An alliance of BJP with either Jagan’s YSRCP or Pawan’s Jana Sena or both is still in the realm of speculation. In terms of vote share, YSRCP came close to TDP in the 2014 Lok Sabha and Assembly elections and could be a worthy partner for BJP, which has already been dubbed “Bharatiya Jagan Pawan”.
It’s hard to miss the fact that both Jagan and Pawan have never been overly critical of BJP on any issue. At the same time, they are dropping broad hints to suggest that it won’t be easy for them to have anything formally to do with BJP at least for the time being.
Karnataka is best bet
The 2014 Narendra Modi wave saw BJP win 17 of Karnataka’s 28 Lok Sabha seats with 43 percent vote share. In the May 2018 Assembly elections, BJP was the single largest party, though its vote share dropped to 36.3 percent. The party was happy that the hastily stitched up coalition government of Congress and Janata Dal (Secular) looked too fragile to last long.
But the uneasy alliance has not only survived but may even put up a good fight, though the two parties sing different tunes. On the other hand, it’s BJP’s own election preparedness in the state that leaves plenty to be desired. The by-election defeat in the Ballari Lok Sabha Seat in November was symptomatic of inner-party rumblings that may stop BJP from delivering its best performance.
With the Lok Sabha poll only months away, Amit Shah is unlikely to heed to the clamour for changing the state leadership in Karnataka or any state for that matter.
Pipedream in Kerala
Minority appeasement by both the CPM-led Left Democratic Front (LDF) and the Congress-led United Democratic Front (UDF) as well as BJP’s efforts to polarise Hindus led to a steady rise in the saffron party’s vote share in Kerala from a mere 4.75 percent in 2006 to 15 percent in 2016. The Hindu backlash against the 28 September Supreme Court verdict that allowed all women entry into the Sabarimala temple is unlikely to provide any significant boost to BJP. Any gain by the party has been largely at the cost of Congress to the benefit of CPM, as mentioned in an earlier article and as confirmed during last month’s local body by-elections.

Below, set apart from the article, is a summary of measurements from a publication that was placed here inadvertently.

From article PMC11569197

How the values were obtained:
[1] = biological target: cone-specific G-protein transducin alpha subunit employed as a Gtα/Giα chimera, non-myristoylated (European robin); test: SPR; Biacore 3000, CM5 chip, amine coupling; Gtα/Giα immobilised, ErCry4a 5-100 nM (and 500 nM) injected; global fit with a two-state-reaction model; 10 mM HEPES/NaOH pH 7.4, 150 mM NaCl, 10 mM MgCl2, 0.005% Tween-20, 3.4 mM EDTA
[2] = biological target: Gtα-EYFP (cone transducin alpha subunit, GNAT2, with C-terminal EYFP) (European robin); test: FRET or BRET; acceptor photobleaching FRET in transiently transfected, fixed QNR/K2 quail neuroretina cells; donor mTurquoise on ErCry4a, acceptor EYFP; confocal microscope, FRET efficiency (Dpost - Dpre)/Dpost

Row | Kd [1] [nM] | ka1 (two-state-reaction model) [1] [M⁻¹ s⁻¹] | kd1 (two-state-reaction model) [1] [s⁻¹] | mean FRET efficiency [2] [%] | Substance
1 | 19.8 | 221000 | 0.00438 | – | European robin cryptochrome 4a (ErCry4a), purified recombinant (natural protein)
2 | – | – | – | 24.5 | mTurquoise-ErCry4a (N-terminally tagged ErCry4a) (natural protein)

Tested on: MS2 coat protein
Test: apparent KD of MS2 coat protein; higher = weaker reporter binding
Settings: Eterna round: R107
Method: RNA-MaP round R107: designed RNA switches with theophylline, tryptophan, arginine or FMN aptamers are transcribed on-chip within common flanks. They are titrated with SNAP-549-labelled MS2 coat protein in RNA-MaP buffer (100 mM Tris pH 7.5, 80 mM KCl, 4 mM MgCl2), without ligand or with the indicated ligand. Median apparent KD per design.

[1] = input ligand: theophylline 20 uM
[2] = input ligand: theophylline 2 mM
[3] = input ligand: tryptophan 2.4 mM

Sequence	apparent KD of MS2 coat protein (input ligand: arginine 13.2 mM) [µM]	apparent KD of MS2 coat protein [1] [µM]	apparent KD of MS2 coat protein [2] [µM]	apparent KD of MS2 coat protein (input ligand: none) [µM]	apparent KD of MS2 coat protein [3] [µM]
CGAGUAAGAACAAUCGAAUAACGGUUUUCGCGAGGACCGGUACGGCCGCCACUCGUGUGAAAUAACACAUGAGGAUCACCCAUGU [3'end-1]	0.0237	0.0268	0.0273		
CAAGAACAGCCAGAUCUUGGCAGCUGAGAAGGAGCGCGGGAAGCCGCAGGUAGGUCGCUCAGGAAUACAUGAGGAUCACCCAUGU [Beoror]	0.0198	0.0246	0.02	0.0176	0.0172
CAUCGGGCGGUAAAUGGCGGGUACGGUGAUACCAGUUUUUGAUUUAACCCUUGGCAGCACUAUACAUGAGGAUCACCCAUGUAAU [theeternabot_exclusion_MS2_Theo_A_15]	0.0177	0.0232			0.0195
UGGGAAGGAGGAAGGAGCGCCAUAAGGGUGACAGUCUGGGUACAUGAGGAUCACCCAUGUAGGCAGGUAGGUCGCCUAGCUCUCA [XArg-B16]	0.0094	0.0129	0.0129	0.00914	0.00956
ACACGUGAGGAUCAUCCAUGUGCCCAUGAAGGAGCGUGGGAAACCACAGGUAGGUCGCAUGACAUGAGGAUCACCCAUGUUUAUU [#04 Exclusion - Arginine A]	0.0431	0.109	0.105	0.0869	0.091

BJP has never won a single Lok Sabha constituency in Kerala and picked up its first Assembly seat in 2016. After setting itself an ambitious goal of winning 12 of Kerala’s 20 Lok Sabha seats in 2019, it slashed the target to five later. Even that may remain a pipe dream.
Friendless in Tamil Nadu
In the south, Tamil Nadu has the largest number of 39 Lok Sabha seats, the most fluid politics and is BJP’s weakest state. In the 2014 Lok Sabha election, the two main parties, AIADMK and DMK, were not part of either UPA or NDA. AIADMK almost made a clean sweep by winning 37 seats on its own. BJP, which had an alliance with six small parties, won one Lok Sabha seat, and its ally PMK won another.
In the 2016 Assembly poll, DMK had Congress among its allies, while AIADMK and BJP had their own separate alliances with small parties. Only one of its six allies in 2014 stayed with BJP in 2016, when it lost all the 232 Assembly seats it contested.
The deaths of AIADMK leader Jayalalithaa in December 2016 and DMK supremo M Karunanidhi in August 2018 together left a whole lot of uncertainty in the state’s politics, a fluid situation that still persists.
And for the 2019 Lok Sabha poll, the party line-up is still anybody’s guess in the Dravidian land. Desperate to have a partner, BJP has been keeping both AIADMK and DMK in good humour. DMK leader MK Stalin’s talk of Rahul Gandhi as the prime ministerial candidate, finally rules out his party as a BJP ally.
A deal between BJP and AIADMK seemed only a matter of time till recently. But BJP’s poor show in the MP, Rajasthan and Chhattisgarh elections is making even AIADMK reluctant to join NDA. BJP also wants to have actor Rajinikanth, the new entrant into politics, in its fold, but nobody seems to know where he stands. Each statement Rajinikanth makes is interpreted in so many mindbogglingly different ways that his own fans are at a loss to know what his next move is.
The author tweets @sprasadindia